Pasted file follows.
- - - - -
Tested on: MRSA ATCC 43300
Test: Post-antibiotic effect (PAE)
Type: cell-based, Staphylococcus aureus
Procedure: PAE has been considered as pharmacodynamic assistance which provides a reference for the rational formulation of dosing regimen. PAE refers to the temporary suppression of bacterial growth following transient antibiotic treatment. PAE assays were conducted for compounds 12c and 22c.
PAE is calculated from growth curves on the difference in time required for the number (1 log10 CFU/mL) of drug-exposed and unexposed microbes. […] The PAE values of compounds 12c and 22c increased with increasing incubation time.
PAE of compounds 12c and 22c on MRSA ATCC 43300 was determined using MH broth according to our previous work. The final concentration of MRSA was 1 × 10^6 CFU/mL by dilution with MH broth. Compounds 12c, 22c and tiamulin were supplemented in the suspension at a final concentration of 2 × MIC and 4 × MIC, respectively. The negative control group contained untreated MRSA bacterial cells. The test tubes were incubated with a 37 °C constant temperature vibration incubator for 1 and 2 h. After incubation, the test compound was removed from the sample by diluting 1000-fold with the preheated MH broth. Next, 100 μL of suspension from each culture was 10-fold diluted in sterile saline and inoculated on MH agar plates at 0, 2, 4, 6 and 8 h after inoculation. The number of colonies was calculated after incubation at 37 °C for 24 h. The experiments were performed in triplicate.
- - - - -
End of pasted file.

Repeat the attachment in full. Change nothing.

Tested on: MRSA ATCC 43300
Test: Post-antibiotic effect (PAE)
Type: cell-based, Staphylococcus aureus
Procedure: PAE has been considered as pharmacodynamic assistance which provides a reference for the rational formulation of dosing regimen. PAE refers to the temporary suppression of bacterial growth following transient antibiotic treatment. PAE assays were conducted for compounds 12c and 22c.
PAE is calculated from growth curves on the difference in time required for the number (1 log10 CFU/mL) of drug-exposed and unexposed microbes. […] The PAE values of compounds 12c and 22c increased with increasing incubation time.
PAE of compounds 12c and 22c on MRSA ATCC 43300 was determined using MH broth according to our previous work. The final concentration of MRSA was 1 × 10^6 CFU/mL by dilution with MH broth. Compounds 12c, 22c and tiamulin were supplemented in the suspension at a final concentration of 2 × MIC and 4 × MIC, respectively. The negative control group contained untreated MRSA bacterial cells. The test tubes were incubated with a 37 °C constant temperature vibration incubator for 1 and 2 h. After incubation, the test compound was removed from the sample by diluting 1000-fold with the preheated MH broth. Next, 100 μL of suspension from each culture was 10-fold diluted in sterile saline and inoculated on MH agar plates at 0, 2, 4, 6 and 8 h after inoculation. The number of colonies was calculated after incubation at 37 °C for 24 h. The experiments were performed in triplicate.